UCI co-funded research quantifies potential savings of a worldwide cycling culture
The huge potential for cycling as a form of transport has been revealed thanks to research funded by the UCI. Getting more people cycling rather than driving could save up to 10% of global urban transport emissions of carbon dioxide and up to $25 trillion in the cost of infrastructure by 2050, the report found.
UCI joined the European Cyclists’ Federation and the Bicycle Product Suppliers Association in commissioning the project, written by the University of California, Davis and the Institute for Transportation and Development Policy.
"Cycling is a crucial means of transport for millions of people around the world,” said UCI President Brian Cookson. “We are delighted to have co-funded this report which demonstrates that, if more governments followed good examples like the Netherlands and Denmark to make their cities better for cycling, we’d see huge increases in the quality of life in those cities, lower carbon emissions and reduced costs of transport.”
A shift to cycling would require substantial changes to the way that cities were run and the way new cities were constructed: better bike infrastructure, laws to give priority to cyclists and greater restraint on private motor traffic would be necessary to obtain the benefits of cycling.
The study analysed almost 1000 cities around the world to establish, for the first time, existing levels of cycling around the world. The authors found that on average 6% of all travel was made by bike, ranging from around 1% in North America and Australia to around 25% in many cities in the Netherlands, China and Japan. By 2030, given stronger policy measures, cycling could reach 11% of global travel demand, and 14% by 2050, saving billions of tonnes of carbon dioxide emissions in the process.
These findings will prove crucial in making the case that cycling should be given greater consideration in future investments in climate and development policies, and will be presented by the European Cyclists’ Federation and the authors of the report at the global conference on climate change in Paris in December.
Modelling future scenarios of cycle use
Using scenarios from the International Energy Agency, the study outlined the expected increase in urban transport likely to arise as the world’s population swells to at least 9 billion by the middle of the century, of which 70% will live in cities. This ‘Business as Usual’ scenario shows energy demand from transport soaring, as many people currently living in cities in the developing world shift from foot- and bike-based transport based to cars.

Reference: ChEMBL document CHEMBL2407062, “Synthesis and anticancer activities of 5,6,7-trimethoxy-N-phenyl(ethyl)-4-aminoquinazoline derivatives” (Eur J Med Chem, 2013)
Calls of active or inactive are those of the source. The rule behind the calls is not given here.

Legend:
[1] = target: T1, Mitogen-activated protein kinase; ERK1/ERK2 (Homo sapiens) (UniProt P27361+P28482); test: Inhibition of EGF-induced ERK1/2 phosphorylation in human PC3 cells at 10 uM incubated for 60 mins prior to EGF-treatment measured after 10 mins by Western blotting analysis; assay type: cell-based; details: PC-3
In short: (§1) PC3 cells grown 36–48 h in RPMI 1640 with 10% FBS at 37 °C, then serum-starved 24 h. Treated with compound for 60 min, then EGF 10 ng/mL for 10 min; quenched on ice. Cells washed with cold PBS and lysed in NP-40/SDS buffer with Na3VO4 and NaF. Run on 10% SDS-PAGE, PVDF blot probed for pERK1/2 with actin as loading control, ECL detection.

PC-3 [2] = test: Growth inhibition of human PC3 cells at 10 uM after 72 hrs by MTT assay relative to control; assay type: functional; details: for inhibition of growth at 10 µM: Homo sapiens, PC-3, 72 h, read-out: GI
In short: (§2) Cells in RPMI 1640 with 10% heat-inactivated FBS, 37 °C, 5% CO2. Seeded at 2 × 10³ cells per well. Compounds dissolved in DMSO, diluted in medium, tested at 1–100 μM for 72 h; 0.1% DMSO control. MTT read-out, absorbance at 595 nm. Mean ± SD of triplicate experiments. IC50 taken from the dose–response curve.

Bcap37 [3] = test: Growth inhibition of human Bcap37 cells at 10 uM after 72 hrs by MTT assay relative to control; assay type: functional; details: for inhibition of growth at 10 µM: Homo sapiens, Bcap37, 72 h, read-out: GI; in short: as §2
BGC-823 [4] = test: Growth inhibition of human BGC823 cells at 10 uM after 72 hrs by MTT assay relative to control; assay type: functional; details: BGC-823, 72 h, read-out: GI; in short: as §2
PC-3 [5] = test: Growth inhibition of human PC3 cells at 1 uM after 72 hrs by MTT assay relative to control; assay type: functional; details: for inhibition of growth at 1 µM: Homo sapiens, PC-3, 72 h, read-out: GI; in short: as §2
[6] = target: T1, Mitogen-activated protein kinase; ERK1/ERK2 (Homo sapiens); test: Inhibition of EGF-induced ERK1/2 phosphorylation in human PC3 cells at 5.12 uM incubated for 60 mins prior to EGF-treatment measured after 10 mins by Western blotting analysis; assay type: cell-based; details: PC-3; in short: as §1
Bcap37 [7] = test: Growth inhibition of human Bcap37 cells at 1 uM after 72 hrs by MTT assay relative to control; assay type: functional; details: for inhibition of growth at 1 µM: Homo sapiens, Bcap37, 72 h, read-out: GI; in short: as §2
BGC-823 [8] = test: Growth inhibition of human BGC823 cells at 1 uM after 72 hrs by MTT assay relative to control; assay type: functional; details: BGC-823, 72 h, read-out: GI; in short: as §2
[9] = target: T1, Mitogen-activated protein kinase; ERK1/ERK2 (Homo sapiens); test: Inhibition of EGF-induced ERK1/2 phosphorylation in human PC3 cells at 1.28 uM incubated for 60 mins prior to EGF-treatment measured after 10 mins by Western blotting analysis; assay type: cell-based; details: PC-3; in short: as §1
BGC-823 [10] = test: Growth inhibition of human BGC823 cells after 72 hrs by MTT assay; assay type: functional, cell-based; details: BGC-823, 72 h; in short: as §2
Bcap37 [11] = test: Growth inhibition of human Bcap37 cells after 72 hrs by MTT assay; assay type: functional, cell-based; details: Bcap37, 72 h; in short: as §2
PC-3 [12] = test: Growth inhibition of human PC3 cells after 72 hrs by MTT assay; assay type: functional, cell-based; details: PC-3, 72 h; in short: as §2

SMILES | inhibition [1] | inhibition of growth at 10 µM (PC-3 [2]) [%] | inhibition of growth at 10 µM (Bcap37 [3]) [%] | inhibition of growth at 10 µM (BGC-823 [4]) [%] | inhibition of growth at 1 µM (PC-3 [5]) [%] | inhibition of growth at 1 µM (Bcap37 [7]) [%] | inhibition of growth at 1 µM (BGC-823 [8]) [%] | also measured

This pessimistic vision of the future – in which cycling loses ground to driving in many cities around the world – need not necessarily become reality. For this, investment would need to be made in: better conditions for cycling, integration of cycling with public transport, stronger land use planning and restraint of private car use.
To test what effect such an alternative future might hold, a second, ‘High Shift to Cycling’ scenario was developed by the authors, based on cities in each region reaching levels of cycling comparable to that already achieved in many cities. In the USA, for instance, this would mean around 9% of trips being made by bike by 2030, of which almost half would come from an increase in electric bike usage alone.
The effect of a ‘High Shift to Cycling’ scenario would be to cut carbon dioxide emissions worldwide from urban transport by 46% by 2050, with cycling alone contributing 10% - over a fifth of the total savings on carbon dioxide emissions. The remainder comes from changes to engine efficiency and a shift to public transport. Savings of around $25 trillion could be achieved through obviating the need for new major highways, parking facilities and the maintenance of existing infrastructure to accommodate forecast growth in road traffic.
Besides the environmental benefits, bikes present other advantages:
- They are efficient, requiring little infrastructure: a car typically requires 7 times more space than a bike;
- They travel at lower speeds, increasing safety for other road users;
- They confer huge benefits on their users, who become more physically active.
The report takes particular note of the importance of electric bikes in future mobility patterns. Electric bikes already form a very significant part of the market in countries with high cycle use, such as the Netherlands, Germany and China. They are often used to make longer trips, thereby competing with the car or public transport options. Already, 50% of all urban trips made are under 10kms, an achievable distance for most people, particularly with an electrically assisted bike.
How to achieve a ‘High Shift to Cycling’
As part of the report the authors set out the following recommendations to achieve a global shift to cycling:
- Rapidly develop cycling and e-bike infrastructure on a large scale;
- Implement bike share schemes in large and medium-size cities, prioritising connections to transit;
- Revise laws and enforcement practices to better protect people cycling and walking;
- Invest in walking facilities and public transport to create a menu of non-motorised transport options that can be combined to accommodate a wide variety of trips;
- Coordinate metropolitan transport and land-use plans, so that all new investments result in more cycling, walking, and public transit trips and fewer trips by motorized vehicles;
- Repeal policies that subsidize additional motor vehicle use, such as minimum parking requirements, free on-street parking, and fuel subsidies;
- Encourage cycling and active transport via pricing policies and information campaigns;
- Adopt policies such as congestion pricing, other fees to charge a price for driving that accounts for negative externalities; and
- Dedicate fuel taxes, driving fees and other transport-system revenues towards investment in sustainable transport.